Malawi reports upsurge in exploration as economic crisis wanes


The Malawi government says mineral exploration in the country by local and international companies is gathering pace after slowing down following the global economic slowdown, which started in 2008.

Ellason Kaseko, director for the mines department in Malawi’s Ministry of Natural Resources, Energy and the Environment, says that, with the world economy recovering, the number of applications for licenses from companies interested in undertaking exploration in the Southern African country is growing.

“Generally, since 2009, Malawi has been experiencing a boom in mineral exploration activities, compared with 2008, when a numb mineral processing crushing plantser of mining activities slowed down largely owing to the global economic crisis, as most companies could not raise enough money to fund their projects,” he says.

Foreign firms that are actively involved in exploration in the former British colony are mainly from the UK, Australia, Portugal and the People’s Remining belt conveyors republic of China.

The UK firms include Africa Consolidated Minerals, which is exploring for platinum-group metals (PGMs), base metals, radio- active minerals and rare-earth elements in the districts of Mzimba, Kasungu and Lilongwe Valley; Retail Star, which is prospecting for radioactive minerals and base metals in the southern districtsmines manager jobs in kerala of Machinga and Liwonde; and Britannia Mining, which is targeting iron-ore in the Mindale area, near Blantyre.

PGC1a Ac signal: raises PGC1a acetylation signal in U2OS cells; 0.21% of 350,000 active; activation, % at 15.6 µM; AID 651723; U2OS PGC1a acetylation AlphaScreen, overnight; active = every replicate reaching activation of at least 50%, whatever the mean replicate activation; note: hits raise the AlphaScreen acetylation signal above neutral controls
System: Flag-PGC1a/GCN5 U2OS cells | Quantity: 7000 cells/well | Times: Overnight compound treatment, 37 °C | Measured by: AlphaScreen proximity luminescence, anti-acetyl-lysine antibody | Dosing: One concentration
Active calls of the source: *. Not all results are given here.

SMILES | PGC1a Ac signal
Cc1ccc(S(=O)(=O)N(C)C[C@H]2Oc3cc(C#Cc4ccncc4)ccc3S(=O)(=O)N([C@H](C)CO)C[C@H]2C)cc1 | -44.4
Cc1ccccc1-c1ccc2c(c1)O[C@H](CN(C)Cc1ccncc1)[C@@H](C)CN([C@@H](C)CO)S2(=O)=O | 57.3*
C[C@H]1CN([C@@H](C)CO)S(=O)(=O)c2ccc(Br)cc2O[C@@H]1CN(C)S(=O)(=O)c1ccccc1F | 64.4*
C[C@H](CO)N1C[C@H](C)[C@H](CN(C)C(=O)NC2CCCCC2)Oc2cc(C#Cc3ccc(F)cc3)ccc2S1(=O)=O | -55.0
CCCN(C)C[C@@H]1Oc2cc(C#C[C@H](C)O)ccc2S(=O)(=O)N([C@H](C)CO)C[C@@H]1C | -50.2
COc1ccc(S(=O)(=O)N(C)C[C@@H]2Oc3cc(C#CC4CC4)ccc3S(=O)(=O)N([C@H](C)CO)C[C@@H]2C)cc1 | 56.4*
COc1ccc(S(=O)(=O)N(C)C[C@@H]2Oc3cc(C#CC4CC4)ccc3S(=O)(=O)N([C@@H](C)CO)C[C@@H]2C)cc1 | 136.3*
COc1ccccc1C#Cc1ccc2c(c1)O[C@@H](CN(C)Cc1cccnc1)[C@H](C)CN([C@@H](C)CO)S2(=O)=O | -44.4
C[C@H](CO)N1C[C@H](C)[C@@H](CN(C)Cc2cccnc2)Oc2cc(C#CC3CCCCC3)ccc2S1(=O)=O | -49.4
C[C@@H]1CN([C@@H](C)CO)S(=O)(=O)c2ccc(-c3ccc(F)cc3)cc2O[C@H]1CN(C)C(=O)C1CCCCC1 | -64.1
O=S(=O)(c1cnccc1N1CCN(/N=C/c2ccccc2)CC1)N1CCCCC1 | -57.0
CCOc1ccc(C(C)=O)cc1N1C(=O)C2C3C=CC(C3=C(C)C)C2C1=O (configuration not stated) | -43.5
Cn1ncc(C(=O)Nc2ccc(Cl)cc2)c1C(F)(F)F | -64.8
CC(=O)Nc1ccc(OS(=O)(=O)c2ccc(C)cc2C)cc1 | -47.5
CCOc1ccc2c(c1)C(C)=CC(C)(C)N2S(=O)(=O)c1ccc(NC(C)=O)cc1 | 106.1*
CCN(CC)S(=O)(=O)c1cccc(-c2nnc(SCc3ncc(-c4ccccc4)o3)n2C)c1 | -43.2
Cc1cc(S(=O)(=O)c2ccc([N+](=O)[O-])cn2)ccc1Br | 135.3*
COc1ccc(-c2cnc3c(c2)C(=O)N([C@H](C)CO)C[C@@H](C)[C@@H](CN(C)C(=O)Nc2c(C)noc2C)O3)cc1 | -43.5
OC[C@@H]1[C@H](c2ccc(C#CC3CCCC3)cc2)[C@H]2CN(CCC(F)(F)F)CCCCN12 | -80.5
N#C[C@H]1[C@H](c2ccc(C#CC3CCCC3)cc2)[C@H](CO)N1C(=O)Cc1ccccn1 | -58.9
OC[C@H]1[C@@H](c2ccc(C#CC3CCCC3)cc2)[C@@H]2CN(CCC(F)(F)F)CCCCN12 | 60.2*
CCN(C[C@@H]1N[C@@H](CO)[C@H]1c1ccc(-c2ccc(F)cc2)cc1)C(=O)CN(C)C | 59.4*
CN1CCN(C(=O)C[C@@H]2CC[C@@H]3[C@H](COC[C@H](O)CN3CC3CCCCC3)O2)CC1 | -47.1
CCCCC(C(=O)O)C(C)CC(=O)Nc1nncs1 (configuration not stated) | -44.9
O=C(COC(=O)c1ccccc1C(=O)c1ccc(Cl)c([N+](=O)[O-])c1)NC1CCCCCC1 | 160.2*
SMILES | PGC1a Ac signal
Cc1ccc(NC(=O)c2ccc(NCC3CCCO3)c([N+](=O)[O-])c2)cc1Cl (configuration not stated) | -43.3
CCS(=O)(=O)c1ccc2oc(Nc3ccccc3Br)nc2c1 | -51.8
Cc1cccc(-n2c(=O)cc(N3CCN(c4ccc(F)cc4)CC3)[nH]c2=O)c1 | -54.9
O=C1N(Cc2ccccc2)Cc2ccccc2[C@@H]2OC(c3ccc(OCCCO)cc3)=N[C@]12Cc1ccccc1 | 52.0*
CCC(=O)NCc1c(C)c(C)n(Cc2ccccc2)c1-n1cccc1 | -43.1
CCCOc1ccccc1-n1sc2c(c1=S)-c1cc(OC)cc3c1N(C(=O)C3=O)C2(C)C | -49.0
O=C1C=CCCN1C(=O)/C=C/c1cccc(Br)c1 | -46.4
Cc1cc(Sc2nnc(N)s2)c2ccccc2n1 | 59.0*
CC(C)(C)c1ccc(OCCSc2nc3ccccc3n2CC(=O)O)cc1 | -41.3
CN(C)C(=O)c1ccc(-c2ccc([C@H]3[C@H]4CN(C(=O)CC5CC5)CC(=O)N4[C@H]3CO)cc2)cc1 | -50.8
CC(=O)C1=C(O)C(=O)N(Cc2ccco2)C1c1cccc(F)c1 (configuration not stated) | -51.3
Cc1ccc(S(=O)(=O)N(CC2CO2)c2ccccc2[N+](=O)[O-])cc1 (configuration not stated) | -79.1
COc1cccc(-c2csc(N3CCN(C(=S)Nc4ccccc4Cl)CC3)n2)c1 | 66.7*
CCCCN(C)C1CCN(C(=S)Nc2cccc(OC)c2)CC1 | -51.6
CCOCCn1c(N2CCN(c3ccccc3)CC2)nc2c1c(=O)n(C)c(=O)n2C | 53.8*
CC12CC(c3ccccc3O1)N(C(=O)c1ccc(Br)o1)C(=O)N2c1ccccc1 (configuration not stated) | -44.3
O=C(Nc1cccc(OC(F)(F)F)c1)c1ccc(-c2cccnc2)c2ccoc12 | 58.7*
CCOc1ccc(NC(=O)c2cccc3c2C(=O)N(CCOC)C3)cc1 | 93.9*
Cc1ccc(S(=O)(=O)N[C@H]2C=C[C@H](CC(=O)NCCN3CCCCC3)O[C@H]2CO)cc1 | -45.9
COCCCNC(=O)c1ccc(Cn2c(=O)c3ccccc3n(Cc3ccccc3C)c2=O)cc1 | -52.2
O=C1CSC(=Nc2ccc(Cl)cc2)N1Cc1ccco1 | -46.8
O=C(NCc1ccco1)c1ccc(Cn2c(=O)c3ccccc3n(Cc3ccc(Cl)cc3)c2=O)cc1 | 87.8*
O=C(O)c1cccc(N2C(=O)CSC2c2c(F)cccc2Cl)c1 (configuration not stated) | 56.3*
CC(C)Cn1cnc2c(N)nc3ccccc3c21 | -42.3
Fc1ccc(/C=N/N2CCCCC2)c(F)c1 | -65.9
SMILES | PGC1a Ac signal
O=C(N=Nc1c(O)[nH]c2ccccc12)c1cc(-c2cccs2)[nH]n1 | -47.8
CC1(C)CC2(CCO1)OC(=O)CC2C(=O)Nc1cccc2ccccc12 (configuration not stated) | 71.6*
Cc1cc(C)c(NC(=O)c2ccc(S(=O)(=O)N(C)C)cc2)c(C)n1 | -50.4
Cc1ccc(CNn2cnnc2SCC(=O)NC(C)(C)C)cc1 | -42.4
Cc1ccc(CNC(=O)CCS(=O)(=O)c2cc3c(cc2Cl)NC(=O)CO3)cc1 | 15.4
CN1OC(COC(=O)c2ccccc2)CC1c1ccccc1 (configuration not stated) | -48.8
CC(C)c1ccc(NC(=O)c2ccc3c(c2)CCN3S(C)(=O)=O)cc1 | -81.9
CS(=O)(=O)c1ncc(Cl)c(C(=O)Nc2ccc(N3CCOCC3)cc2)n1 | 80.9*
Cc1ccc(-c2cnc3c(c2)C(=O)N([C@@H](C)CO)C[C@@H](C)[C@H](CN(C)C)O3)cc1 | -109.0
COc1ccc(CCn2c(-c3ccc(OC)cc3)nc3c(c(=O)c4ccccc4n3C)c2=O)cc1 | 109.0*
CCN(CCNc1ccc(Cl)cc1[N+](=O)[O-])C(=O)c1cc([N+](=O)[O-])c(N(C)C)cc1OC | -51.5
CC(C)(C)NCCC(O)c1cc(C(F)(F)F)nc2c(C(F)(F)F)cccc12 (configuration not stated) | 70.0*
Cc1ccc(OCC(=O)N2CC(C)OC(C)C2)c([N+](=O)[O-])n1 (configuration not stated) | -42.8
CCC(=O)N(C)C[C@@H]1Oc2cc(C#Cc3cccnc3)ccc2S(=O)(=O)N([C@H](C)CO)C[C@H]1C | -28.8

The Australian firms involved in exploration ventures in Malawi are Globe Metals & Mining, in which is focused on niobium, uranium, zircon and tantalite in the northern district of Rumphi; Paladin Africa, which is exploring fstone crusher project in the philippinesor radioactive minerals in the northern district of Karonga; Oropa Exploration, which is targeting radioactive minerals and base metals in the districts of Mzimba and Kasungu; and MM Mining, which is exploring for base metals and PGMs in the districts of Zomba and Kasungu.

The local companies that have joined the search for china ferrochrome manufacturer plant minerals are Lafarge Cement Malawi and Zagaf Cement, which are targeting limestone in the southern district of Balaka; Premier Team Work and Batolwe Mining, which are exploring for coal in the northern region; and Lisungwe Mineral Resources, which is exploring for pyrite and pyrrhotite at Malingunde, near Lilongwe.

Chinese company ZXJOY is exploring for heavy mineral sands in the Mangochi/Makanjira lakeshore area.

Kaseko says the projects that have advanced to bankable feasibility stage include the Mulanje bauxite project, being implemented by South Africa’s Gondo Resources; Globe Metals & Mining’s Kanyika niobium project; the Bwanje limestone project, in the district of Ntcheu; and the Tengani heavy mineral sands and bauxite projects, the last two of which are being developed by local companies.

“The Bwanje cement project, which is in the final phase of a bankable feasibility study and an environmental-impact assessment study, is expected to start operations by 2011,” says Kaseko.

The Tengani heavy mineral sands project will produce predominantly titanium minerals (ilmenite and rutile), zircon and secondary garnet and magnetite.

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